C. The Last Sacrifice. A key change brought about by this New Covenant would be the end of ritual sacrifice as a way of atoning for sin. Once the Son of God sheds his own blood for the sin of the world, there’s no need to top that up by killing a goat. The sacrificial system, practiced by Jews and most religions in the world at that time, was over. Jesus predicted that God would soon destroy the Jerusalem Temple and unnecessary sacrifices would come to an end (which happened in 70 AD). Now Christ-followers offer our lives of love as “living sacrifices” of praise to God.

[Romans 12:1-2; 1 Corinthians 5:7; Ephesians 5:2; Hebrews 9:26-28; 10:10-18; 13:15-16]

Where sins have been forgiven, sacrifice for sin is no longer necessary. (Hebrews 10:17-18)

For those who followed Jesus, he became the last sacrifice.

D. Out of a Job. Jesus absorbed the entire religious system of his day into his own life and ended it on the cross. Jesus was not only the last sacrifice, he played the role of the high priest who offered his own life as the sacrifice, and his body was the temple where the sacrifice was made. So, under the New Covenant, priests no longer mediate between the people and God. Jesus was our once-and-for-all high priest who then makes us all priests to one another. As for the temple and other holy places, now people become the Temple of God, individually and collectively. The most sacred space on the planet it the space between you and me when we love one another like Jesus loves us. Ya, religion really is out of a job.

[Exodus 19:5-6; John 2:18-22; 10:14-18; Romans 12:1-2; 1 Corinthians 3:16; 6:19; Ephesians 2:21-22; 5:2; Hebrews 2:17; 7:26-27; 1 Peter 2:9; Revelation 21:22]

E. Love Over Law. The Old Covenant Law of Moses was given to Israel to help them live holy lives, separated from the rest of the world. Now Christ was building a New Covenant Community of Jews and Gentiles together, so the Law had to be done away with. On the cross, Jesus not only put our sins to death, he put the Old Covenant Law to death. Instead, Jesus taught Jews and Gentiles alike how to live by the way of love.

[2 Corinthians 3; Galatians 3:23-4:7; Ephesians 2:13-15]

For he himself is our peace, who has made the two groups one and has destroyed the barrier, the dividing wall of hostility, by abolishing in his flesh the law with its commands and regulations. His purpose was to create in himself one new humanity out of the two, thus making peace. ~ The apostle Paul (Ephesians 2:14-15)

F. A New Heart. The Old Covenant way of Law was necessary for hard-hearted, stiff-necked, strong-willed people. Clear rules and clear incentives (rewards and punishments) for keeping the rules were important. But the New Covenant promises a change of heart. God is healing us, changing us, making us better versions of ourselves, softening our hearts to make a home for the Holy Spirit to live within each of us.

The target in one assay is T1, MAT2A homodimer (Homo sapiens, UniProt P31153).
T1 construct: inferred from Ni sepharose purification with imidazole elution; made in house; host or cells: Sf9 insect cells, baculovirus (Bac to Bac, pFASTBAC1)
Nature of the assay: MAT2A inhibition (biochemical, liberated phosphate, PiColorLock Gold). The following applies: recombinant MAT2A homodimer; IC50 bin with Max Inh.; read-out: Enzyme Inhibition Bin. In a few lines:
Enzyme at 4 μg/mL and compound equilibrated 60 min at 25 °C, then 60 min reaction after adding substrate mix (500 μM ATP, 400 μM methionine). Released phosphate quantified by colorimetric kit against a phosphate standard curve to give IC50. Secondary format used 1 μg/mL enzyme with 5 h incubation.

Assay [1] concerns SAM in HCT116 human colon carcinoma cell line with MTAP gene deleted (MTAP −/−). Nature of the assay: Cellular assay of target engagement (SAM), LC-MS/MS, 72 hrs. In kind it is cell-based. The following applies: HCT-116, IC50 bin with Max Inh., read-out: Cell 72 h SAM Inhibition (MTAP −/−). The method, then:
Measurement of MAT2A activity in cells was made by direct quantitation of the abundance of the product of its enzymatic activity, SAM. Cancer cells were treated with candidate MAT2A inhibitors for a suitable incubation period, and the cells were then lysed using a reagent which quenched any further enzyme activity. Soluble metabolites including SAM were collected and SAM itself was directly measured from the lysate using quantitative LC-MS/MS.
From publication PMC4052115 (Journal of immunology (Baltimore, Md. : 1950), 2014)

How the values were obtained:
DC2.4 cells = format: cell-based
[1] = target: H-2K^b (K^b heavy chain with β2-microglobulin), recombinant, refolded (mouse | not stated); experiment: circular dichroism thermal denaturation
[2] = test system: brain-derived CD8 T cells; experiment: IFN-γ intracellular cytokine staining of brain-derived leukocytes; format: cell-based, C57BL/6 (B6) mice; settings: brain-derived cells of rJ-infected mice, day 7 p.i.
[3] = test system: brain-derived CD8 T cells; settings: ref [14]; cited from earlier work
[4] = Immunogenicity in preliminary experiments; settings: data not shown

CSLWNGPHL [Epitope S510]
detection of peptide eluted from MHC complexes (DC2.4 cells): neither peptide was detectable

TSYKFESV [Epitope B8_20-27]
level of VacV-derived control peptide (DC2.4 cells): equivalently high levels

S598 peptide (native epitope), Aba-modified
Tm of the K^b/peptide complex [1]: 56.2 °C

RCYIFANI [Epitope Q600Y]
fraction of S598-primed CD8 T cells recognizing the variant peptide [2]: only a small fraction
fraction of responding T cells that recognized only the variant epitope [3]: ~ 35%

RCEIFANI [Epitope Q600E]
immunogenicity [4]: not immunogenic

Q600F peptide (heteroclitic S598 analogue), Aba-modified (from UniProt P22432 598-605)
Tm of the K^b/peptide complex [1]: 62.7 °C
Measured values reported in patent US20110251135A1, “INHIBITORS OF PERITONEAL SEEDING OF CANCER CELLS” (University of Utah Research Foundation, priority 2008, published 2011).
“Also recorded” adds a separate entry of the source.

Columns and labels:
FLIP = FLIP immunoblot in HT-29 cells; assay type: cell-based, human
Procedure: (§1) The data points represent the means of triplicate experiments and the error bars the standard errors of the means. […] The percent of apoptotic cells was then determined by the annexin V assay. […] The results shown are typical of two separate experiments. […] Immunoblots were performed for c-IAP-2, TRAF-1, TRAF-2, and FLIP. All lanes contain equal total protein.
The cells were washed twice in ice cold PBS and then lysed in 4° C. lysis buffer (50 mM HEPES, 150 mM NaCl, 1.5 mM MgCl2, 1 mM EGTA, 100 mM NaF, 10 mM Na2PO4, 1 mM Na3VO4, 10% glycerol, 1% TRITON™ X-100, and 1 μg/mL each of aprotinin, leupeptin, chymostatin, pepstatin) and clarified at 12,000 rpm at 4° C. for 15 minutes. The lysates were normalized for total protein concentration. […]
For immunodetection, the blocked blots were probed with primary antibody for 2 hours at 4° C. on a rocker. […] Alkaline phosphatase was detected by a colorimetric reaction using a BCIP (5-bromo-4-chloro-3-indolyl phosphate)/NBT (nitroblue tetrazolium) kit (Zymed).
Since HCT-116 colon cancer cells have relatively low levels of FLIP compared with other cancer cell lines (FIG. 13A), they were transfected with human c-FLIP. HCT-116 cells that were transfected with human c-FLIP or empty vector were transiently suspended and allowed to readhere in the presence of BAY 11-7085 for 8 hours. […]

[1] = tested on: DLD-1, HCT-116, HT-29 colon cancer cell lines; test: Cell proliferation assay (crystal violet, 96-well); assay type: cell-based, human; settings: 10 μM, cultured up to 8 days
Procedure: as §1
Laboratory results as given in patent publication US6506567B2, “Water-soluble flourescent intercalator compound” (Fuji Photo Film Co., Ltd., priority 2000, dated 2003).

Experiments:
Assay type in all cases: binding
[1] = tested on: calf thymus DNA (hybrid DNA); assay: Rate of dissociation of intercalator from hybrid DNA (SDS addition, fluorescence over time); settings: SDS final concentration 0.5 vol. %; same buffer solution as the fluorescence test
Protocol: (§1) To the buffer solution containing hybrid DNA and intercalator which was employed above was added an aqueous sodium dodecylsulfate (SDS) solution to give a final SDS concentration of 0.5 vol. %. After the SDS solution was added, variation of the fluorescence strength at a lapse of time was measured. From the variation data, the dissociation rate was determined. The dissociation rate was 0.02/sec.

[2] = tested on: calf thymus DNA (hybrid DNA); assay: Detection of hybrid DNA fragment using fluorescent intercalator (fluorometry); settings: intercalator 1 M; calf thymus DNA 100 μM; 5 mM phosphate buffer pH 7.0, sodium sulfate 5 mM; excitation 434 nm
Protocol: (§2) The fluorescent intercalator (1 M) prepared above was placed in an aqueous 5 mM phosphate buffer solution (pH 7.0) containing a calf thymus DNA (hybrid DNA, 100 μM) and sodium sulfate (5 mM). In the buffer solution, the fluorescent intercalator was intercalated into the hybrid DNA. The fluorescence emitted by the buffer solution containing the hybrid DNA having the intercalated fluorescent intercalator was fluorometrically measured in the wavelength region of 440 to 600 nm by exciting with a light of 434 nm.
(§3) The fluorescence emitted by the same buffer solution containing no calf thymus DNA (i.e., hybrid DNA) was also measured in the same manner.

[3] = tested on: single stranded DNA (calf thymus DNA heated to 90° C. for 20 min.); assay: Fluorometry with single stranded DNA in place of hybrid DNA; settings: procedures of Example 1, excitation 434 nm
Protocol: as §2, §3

[Matthew 19:8; Jeremiah 17:9-10; 31:31-34; Ezekiel 36:25-27; Hebrews 10:14-18]

“The days are coming,” declares the Lord, “when I will make a new covenant with the people of Israel and with the people of Judah. It will not be like the covenant I made with their ancestors when I took them by the hand to lead them out of Egypt, because they broke my covenant, though I was a husband to them,” declares the Lord. “This is the covenant I will make with the people of Israel after that time,” declares the Lord. “I will put my law in their minds and write it on their hearts. I will be their God, and they will be my people. No longer will they teach their neighbor, or say to one another, ‘Know the Lord,’ because they will all know me, from the least of them to the greatest,” declares the Lord. “For I will forgive their wickedness and will remember their sins no more.” ~ The prophet Jeremiah (Jeremiah 31:31-34)

I will give you a new heart and put a new spirit in you; I will remove from you your heart of stone and give you a heart of flesh. And I will put my Spirit in you and move you to follow my decrees and be careful to keep my laws. ~ The prophet Ezekiel (Ezekiel 36:26-27)

G. The Holy Spirit. Under the Old Covenant, the Holy Spirit was God’s personal empowering presence that was normally only given to special spiritual leaders, like Israel’s kings and prophets. Under the New Covenant, the Holy Spirit is made available to all of us. The same Spirit who hovered over the waters at creation, inspired Scripture, and empowered the early Church is given to each of us as a gift when we believe.

[Ezekiel 36:25-27; Joel 2:28-29; Acts 1:8; 2:16-18; Romans 8; Ephesians 5:18]